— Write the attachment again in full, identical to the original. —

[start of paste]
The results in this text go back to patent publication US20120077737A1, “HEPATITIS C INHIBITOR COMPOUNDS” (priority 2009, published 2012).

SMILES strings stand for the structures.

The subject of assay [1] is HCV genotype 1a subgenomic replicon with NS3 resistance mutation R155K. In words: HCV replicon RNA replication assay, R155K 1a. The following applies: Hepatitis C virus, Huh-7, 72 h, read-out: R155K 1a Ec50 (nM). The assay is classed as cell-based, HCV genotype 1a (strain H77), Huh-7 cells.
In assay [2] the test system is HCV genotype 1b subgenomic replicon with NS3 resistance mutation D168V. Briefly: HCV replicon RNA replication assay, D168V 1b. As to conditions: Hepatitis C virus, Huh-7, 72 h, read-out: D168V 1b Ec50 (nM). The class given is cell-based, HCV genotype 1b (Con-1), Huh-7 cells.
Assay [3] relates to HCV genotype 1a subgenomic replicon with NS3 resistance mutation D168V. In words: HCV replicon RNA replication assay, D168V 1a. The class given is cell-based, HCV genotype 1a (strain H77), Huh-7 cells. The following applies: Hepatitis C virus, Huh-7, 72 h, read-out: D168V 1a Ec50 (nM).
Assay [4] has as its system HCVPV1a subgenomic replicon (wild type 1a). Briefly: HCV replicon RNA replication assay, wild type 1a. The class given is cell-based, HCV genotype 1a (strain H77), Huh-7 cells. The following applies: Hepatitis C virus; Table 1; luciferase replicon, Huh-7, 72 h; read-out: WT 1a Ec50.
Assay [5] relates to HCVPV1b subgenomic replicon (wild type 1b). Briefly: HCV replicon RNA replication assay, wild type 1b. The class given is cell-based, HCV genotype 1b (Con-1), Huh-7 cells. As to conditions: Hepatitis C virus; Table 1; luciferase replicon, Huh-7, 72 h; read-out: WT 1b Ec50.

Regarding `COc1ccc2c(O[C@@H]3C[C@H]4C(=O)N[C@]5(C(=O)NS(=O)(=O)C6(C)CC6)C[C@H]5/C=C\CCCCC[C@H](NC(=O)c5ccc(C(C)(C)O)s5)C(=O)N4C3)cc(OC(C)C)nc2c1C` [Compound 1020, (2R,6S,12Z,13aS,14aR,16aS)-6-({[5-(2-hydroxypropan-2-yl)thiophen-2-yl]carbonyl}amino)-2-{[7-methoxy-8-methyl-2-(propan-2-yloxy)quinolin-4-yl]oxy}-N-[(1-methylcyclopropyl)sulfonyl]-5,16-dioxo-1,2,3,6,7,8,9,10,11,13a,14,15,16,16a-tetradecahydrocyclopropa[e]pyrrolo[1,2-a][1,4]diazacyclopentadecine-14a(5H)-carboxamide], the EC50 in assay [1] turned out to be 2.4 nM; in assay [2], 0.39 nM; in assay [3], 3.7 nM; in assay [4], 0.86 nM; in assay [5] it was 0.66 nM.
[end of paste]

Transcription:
The results in this text go back to patent publication US20120077737A1, “HEPATITIS C INHIBITOR COMPOUNDS” (priority 2009, published 2012).

SMILES strings stand for the structures.

The subject of assay [1] is HCV genotype 1a subgenomic replicon with NS3 resistance mutation R155K. In words: HCV replicon RNA replication assay, R155K 1a. The following applies: Hepatitis C virus, Huh-7, 72 h, read-out: R155K 1a Ec50 (nM). The assay is classed as cell-based, HCV genotype 1a (strain H77), Huh-7 cells.
In assay [2] the test system is HCV genotype 1b subgenomic replicon with NS3 resistance mutation D168V. Briefly: HCV replicon RNA replication assay, D168V 1b. As to conditions: Hepatitis C virus, Huh-7, 72 h, read-out: D168V 1b Ec50 (nM). The class given is cell-based, HCV genotype 1b (Con-1), Huh-7 cells.
Assay [3] relates to HCV genotype 1a subgenomic replicon with NS3 resistance mutation D168V. In words: HCV replicon RNA replication assay, D168V 1a. The class given is cell-based, HCV genotype 1a (strain H77), Huh-7 cells. The following applies: Hepatitis C virus, Huh-7, 72 h, read-out: D168V 1a Ec50 (nM).
Assay [4] has as its system HCVPV1a subgenomic replicon (wild type 1a). Briefly: HCV replicon RNA replication assay, wild type 1a. The class given is cell-based, HCV genotype 1a (strain H77), Huh-7 cells. The following applies: Hepatitis C virus; Table 1; luciferase replicon, Huh-7, 72 h; read-out: WT 1a Ec50.
Assay [5] relates to HCVPV1b subgenomic replicon (wild type 1b). Briefly: HCV replicon RNA replication assay, wild type 1b. The class given is cell-based, HCV genotype 1b (Con-1), Huh-7 cells. As to conditions: Hepatitis C virus; Table 1; luciferase replicon, Huh-7, 72 h; read-out: WT 1b Ec50.

Regarding `COc1ccc2c(O[C@@H]3C[C@H]4C(=O)N[C@]5(C(=O)NS(=O)(=O)C6(C)CC6)C[C@H]5/C=C\CCCCC[C@H](NC(=O)c5ccc(C(C)(C)O)s5)C(=O)N4C3)cc(OC(C)C)nc2c1C` [Compound 1020, (2R,6S,12Z,13aS,14aR,16aS)-6-({[5-(2-hydroxypropan-2-yl)thiophen-2-yl]carbonyl}amino)-2-{[7-methoxy-8-methyl-2-(propan-2-yloxy)quinolin-4-yl]oxy}-N-[(1-methylcyclopropyl)sulfonyl]-5,16-dioxo-1,2,3,6,7,8,9,10,11,13a,14,15,16,16a-tetradecahydrocyclopropa[e]pyrrolo[1,2-a][1,4]diazacyclopentadecine-14a(5H)-carboxamide], the EC50 in assay [1] turned out to be 2.4 nM; in assay [2], 0.39 nM; in assay [3], 3.7 nM; in assay [4], 0.86 nM; in assay [5] it was 0.66 nM.